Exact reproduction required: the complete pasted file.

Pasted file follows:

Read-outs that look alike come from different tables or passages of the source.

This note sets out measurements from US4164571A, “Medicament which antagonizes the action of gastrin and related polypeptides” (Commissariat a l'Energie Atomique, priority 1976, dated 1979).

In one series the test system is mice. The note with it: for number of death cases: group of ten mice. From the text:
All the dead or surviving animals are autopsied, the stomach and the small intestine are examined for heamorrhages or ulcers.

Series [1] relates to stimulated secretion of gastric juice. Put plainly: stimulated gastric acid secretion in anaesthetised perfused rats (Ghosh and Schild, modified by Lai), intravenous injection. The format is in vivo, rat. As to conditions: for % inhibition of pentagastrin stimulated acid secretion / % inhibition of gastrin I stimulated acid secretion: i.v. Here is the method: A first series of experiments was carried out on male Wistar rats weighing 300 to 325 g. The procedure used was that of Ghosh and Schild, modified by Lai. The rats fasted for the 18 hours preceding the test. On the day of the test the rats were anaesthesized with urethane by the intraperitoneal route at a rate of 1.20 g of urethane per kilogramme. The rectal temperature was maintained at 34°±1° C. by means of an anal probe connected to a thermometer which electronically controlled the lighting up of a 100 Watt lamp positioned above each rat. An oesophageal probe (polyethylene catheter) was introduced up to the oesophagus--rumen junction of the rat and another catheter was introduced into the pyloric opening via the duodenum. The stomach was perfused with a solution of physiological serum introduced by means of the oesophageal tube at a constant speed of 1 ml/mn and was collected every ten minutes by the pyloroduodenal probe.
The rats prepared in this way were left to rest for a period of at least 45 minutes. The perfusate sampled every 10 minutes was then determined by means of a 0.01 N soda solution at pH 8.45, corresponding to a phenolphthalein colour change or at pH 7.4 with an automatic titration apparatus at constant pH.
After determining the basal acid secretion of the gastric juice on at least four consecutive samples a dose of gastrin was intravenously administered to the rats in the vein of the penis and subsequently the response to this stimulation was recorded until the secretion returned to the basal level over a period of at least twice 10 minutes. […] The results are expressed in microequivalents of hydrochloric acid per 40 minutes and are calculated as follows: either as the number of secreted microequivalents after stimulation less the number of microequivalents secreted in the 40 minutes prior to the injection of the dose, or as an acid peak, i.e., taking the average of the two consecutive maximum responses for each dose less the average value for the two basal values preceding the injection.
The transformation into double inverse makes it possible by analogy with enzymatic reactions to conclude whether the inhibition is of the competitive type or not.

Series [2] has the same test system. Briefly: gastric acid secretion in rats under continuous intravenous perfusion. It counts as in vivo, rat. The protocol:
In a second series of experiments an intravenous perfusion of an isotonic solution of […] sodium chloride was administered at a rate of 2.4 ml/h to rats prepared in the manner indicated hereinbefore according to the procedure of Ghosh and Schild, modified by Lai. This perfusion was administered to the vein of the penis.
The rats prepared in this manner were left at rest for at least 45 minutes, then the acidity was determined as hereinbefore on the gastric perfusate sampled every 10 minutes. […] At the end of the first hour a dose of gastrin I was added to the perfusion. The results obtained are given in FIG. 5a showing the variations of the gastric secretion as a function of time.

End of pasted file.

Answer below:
Read-outs that look alike come from different tables or passages of the source.

This note sets out measurements from US4164571A, “Medicament which antagonizes the action of gastrin and related polypeptides” (Commissariat a l'Energie Atomique, priority 1976, dated 1979).

In one series the test system is mice. The note with it: for number of death cases: group of ten mice. From the text:
All the dead or surviving animals are autopsied, the stomach and the small intestine are examined for heamorrhages or ulcers.

Series [1] relates to stimulated secretion of gastric juice. Put plainly: stimulated gastric acid secretion in anaesthetised perfused rats (Ghosh and Schild, modified by Lai), intravenous injection. The format is in vivo, rat. As to conditions: for % inhibition of pentagastrin stimulated acid secretion / % inhibition of gastrin I stimulated acid secretion: i.v. Here is the method: A first series of experiments was carried out on male Wistar rats weighing 300 to 325 g. The procedure used was that of Ghosh and Schild, modified by Lai. The rats fasted for the 18 hours preceding the test. On the day of the test the rats were anaesthesized with urethane by the intraperitoneal route at a rate of 1.20 g of urethane per kilogramme. The rectal temperature was maintained at 34°±1° C. by means of an anal probe connected to a thermometer which electronically controlled the lighting up of a 100 Watt lamp positioned above each rat. An oesophageal probe (polyethylene catheter) was introduced up to the oesophagus--rumen junction of the rat and another catheter was introduced into the pyloric opening via the duodenum. The stomach was perfused with a solution of physiological serum introduced by means of the oesophageal tube at a constant speed of 1 ml/mn and was collected every ten minutes by the pyloroduodenal probe.
The rats prepared in this way were left to rest for a period of at least 45 minutes. The perfusate sampled every 10 minutes was then determined by means of a 0.01 N soda solution at pH 8.45, corresponding to a phenolphthalein colour change or at pH 7.4 with an automatic titration apparatus at constant pH.
After determining the basal acid secretion of the gastric juice on at least four consecutive samples a dose of gastrin was intravenously administered to the rats in the vein of the penis and subsequently the response to this stimulation was recorded until the secretion returned to the basal level over a period of at least twice 10 minutes. […] The results are expressed in microequivalents of hydrochloric acid per 40 minutes and are calculated as follows: either as the number of secreted microequivalents after stimulation less the number of microequivalents secreted in the 40 minutes prior to the injection of the dose, or as an acid peak, i.e., taking the average of the two consecutive maximum responses for each dose less the average value for the two basal values preceding the injection.
The transformation into double inverse makes it possible by analogy with enzymatic reactions to conclude whether the inhibition is of the competitive type or not.

Series [2] has the same test system. Briefly: gastric acid secretion in rats under continuous intravenous perfusion. It counts as in vivo, rat. The protocol:
In a second series of experiments an intravenous perfusion of an isotonic solution of […] sodium chloride was administered at a rate of 2.4 ml/h to rats prepared in the manner indicated hereinbefore according to the procedure of Ghosh and Schild, modified by Lai. This perfusion was administered to the vein of the penis.
The rats prepared in this manner were left at rest for at least 45 minutes, then the acidity was determined as hereinbefore on the gastric perfusate sampled every 10 minutes. […] At the end of the first hour a dose of gastrin I was added to the perfusion. The results obtained are given in FIG. 5a showing the variations of the gastric secretion as a function of time.